Did you know that governments don’t spend a penny on transportation or education? I know it’s true because I’ve read it hundreds of times in dozens of mainstream newspapers, magazines, and websites. These days, the government “invests” in education and infrastructure, even in food stamps and the environment and diplomacy. Apparently it still “spends” on defense, though, or “the military.”
If non-journalists view this as an esoteric difference—the newspaper equivalent of the theological debate about how many angels can dance on the head of a pin—that’s understandable. But it’s actually quite consequential. The words we use set the terms of debate. By “we,” I mean practitioners as well as scribblers.
So, when you read that government “cut” spending on this program or that program, you naturally assume that means it will be spending some amount less than it did the year before. If the story or the politician says spending was “slashed,” then you probably expect an even larger reduction.
More than likely, though, what you’ll get is neither. What you’ll get is a reduction in the rate of growth. If spending on Program A went up 10 percent last year and is going up only 5 percent this year, to politicians and way too many journalists, that’s a 5 percentage-point cut.
You will also see demands that taxes be raised on “the rich.” This would be a neat trick for the federal government, which taxes income, not wealth. When politicians and liberal journalists refer to “the rich,” they mean “the highest earners.” But that doesn’t incite a crowd quite as well as attacking “the rich,” a group whose membership is never quite defined.
And it’s much easier to be in favor of “putting a price on carbon” than to support a carbon tax.
This Ratchet Usually Goes Only One Way
Over the years, this sort of sleight-of-mouth has become endemic on both sides of the political aisle. But journalists tend to aid and abet only one side when choosing which words to include in a story.
So when a former AFL-CIO political director referred recently to “so-called think tanks” on the Right, the New York Times reporter dutifully transcribed it without pausing to wonder whether he would ever include such a modifier if it were applied to left-wing groups that are doing the same sorts of things done by liberty-minded think tanks such as the Mackinac Center and Heartland Institute.
The reasons for this sort of thing are well-documented. It is not a conspiracy. It is a habit of mind for journalists, even those who take rigorous care to be as objective as possible. Many are conscientious. But even so, they are for the most part liberals swimming in a warm, calm sea of liberalism, so familiar and acclimatized that they are barely even aware they are in the water. Pointing out such discrepancies to reporters and editors sometimes elicits a shrug, occasionally an argument. The rare efforts to repent amount to drops in that calm sea.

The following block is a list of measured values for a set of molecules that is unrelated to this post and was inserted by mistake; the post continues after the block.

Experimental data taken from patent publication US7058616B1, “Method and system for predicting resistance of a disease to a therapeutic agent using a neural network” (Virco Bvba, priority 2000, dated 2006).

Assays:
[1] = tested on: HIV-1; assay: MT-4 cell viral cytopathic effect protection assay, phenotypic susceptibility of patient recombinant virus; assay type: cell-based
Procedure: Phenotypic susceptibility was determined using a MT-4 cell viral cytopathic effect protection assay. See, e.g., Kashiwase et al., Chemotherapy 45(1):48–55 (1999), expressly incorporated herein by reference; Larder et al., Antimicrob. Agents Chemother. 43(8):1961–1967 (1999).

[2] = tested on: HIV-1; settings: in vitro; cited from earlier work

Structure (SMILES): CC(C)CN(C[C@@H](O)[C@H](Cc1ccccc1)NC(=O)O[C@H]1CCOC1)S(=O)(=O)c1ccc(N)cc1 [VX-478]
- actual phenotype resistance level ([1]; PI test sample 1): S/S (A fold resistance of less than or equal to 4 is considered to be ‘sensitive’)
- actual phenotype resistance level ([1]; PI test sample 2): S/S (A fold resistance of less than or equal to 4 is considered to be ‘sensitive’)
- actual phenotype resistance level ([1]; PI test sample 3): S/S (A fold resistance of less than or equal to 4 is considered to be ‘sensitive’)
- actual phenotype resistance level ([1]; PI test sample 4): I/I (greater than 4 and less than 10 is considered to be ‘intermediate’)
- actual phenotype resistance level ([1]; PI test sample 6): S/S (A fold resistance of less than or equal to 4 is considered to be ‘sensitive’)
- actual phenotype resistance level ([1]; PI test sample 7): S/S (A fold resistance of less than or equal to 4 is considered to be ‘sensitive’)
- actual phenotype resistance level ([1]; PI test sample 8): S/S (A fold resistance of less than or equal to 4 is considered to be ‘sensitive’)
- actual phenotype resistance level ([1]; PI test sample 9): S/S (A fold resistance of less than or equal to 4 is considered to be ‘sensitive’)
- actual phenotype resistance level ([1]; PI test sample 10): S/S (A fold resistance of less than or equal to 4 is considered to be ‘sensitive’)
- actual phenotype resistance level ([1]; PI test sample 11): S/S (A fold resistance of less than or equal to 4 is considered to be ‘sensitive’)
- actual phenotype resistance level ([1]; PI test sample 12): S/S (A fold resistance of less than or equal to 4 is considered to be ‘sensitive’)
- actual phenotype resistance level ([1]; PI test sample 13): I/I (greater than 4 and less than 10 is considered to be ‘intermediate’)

Why Word Choice Matters
This matters beyond the bounds of an argument between reporters at the bar after work, because the language we foist upon people becomes the language in which they think about public policy. If spending on defense is “spending on the military,” but spending on education is “investment in our children,” well, that sort of settles it, doesn’t it?
If one side’s researchers work for “think tanks” and the other side’s researchers work for “so-called think tanks,” the reading public might get the idea that one side’s ideas are legitimate and the other side’s aren’t.
George Orwell worried in his most famous essay that the “struggle against the abuse of language” is seen by most people as “a sentimental archaism, like preferring candles to electric light or hansom cabs to aeroplanes.” But he knew better. “Underneath this lies the half-conscious belief that language is a natural growth and not an instrument which we shape for our own purposes,” Orwell wrote.
Journalists, once thought of as guardians of the language, have taken sides in the war to shape it. When one of the main arbiters, the Associated Press, switches from “illegal alien” to “illegal immigrant” to “undocumented immigrant,” this is not a natural growth; it is making a choice and shaping the language for their own purposes, and for the purposes of others.
The same can be said for the ever-growing list of trigger words and microaggressions that are barred from public discourse, the inverted modern version of Orwell’s “catalogue of swindles and perversions.” We are being swindled, and the language perverted, by the absence of words we are not permitted to use.
The only defense is to be informed enough to know when you’re being swindled. Only then can the fully conscious be fully capable of reshaping language to our own purposes.